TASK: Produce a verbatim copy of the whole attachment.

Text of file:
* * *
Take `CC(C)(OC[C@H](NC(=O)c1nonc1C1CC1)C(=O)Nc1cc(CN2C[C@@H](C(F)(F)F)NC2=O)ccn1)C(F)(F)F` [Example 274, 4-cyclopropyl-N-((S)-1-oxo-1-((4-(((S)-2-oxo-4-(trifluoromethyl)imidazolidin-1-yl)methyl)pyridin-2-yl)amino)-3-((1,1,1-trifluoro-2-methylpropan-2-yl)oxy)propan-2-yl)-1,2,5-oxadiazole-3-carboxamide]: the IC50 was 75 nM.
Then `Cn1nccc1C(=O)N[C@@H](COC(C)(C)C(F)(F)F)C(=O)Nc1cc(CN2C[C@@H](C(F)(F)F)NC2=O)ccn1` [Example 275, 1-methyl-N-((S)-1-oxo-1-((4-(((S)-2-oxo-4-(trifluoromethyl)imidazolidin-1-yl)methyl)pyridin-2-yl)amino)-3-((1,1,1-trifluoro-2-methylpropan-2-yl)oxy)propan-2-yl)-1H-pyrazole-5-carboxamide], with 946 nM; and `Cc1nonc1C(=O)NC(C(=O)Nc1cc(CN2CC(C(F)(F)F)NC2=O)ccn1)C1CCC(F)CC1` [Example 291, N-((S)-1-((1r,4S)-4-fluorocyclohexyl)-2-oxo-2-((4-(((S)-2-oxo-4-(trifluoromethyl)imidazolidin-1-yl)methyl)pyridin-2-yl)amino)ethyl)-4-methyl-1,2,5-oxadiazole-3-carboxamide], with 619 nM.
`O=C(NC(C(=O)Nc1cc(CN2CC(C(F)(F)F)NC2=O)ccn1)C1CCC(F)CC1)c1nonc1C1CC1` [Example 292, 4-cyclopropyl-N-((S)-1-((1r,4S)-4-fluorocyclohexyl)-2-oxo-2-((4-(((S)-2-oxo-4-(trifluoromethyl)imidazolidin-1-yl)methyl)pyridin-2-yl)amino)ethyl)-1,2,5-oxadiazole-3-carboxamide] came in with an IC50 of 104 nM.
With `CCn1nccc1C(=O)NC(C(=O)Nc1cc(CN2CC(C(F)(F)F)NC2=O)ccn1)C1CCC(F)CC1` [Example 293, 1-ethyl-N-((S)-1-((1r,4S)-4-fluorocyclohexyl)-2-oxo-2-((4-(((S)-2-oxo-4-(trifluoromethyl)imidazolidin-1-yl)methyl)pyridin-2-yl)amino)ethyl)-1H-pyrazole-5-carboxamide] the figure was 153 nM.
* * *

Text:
Take `CC(C)(OC[C@H](NC(=O)c1nonc1C1CC1)C(=O)Nc1cc(CN2C[C@@H](C(F)(F)F)NC2=O)ccn1)C(F)(F)F` [Example 274, 4-cyclopropyl-N-((S)-1-oxo-1-((4-(((S)-2-oxo-4-(trifluoromethyl)imidazolidin-1-yl)methyl)pyridin-2-yl)amino)-3-((1,1,1-trifluoro-2-methylpropan-2-yl)oxy)propan-2-yl)-1,2,5-oxadiazole-3-carboxamide]: the IC50 was 75 nM.
Then `Cn1nccc1C(=O)N[C@@H](COC(C)(C)C(F)(F)F)C(=O)Nc1cc(CN2C[C@@H](C(F)(F)F)NC2=O)ccn1` [Example 275, 1-methyl-N-((S)-1-oxo-1-((4-(((S)-2-oxo-4-(trifluoromethyl)imidazolidin-1-yl)methyl)pyridin-2-yl)amino)-3-((1,1,1-trifluoro-2-methylpropan-2-yl)oxy)propan-2-yl)-1H-pyrazole-5-carboxamide], with 946 nM; and `Cc1nonc1C(=O)NC(C(=O)Nc1cc(CN2CC(C(F)(F)F)NC2=O)ccn1)C1CCC(F)CC1` [Example 291, N-((S)-1-((1r,4S)-4-fluorocyclohexyl)-2-oxo-2-((4-(((S)-2-oxo-4-(trifluoromethyl)imidazolidin-1-yl)methyl)pyridin-2-yl)amino)ethyl)-4-methyl-1,2,5-oxadiazole-3-carboxamide], with 619 nM.
`O=C(NC(C(=O)Nc1cc(CN2CC(C(F)(F)F)NC2=O)ccn1)C1CCC(F)CC1)c1nonc1C1CC1` [Example 292, 4-cyclopropyl-N-((S)-1-((1r,4S)-4-fluorocyclohexyl)-2-oxo-2-((4-(((S)-2-oxo-4-(trifluoromethyl)imidazolidin-1-yl)methyl)pyridin-2-yl)amino)ethyl)-1,2,5-oxadiazole-3-carboxamide] came in with an IC50 of 104 nM.
With `CCn1nccc1C(=O)NC(C(=O)Nc1cc(CN2CC(C(F)(F)F)NC2=O)ccn1)C1CCC(F)CC1` [Example 293, 1-ethyl-N-((S)-1-((1r,4S)-4-fluorocyclohexyl)-2-oxo-2-((4-(((S)-2-oxo-4-(trifluoromethyl)imidazolidin-1-yl)methyl)pyridin-2-yl)amino)ethyl)-1H-pyrazole-5-carboxamide] the figure was 153 nM.